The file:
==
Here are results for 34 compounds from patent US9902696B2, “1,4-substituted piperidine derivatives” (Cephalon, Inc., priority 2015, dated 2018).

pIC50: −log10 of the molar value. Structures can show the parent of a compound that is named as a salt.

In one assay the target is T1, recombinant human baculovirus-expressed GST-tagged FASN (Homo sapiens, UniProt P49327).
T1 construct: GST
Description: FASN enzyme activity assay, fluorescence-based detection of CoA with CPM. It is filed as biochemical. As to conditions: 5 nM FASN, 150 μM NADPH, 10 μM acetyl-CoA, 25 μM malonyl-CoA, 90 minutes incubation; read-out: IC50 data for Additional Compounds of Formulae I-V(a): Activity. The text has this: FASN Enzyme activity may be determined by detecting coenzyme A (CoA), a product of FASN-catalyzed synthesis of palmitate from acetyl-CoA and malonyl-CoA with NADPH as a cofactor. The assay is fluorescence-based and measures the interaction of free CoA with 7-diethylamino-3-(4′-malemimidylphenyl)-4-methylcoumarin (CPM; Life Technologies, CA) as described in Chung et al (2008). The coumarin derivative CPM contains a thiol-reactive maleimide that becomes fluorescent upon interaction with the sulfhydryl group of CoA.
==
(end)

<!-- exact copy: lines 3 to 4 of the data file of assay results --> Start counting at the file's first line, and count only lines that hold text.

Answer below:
In one assay the target is T1, recombinant human baculovirus-expressed GST-tagged FASN (Homo sapiens, UniProt P49327).
T1 construct: GST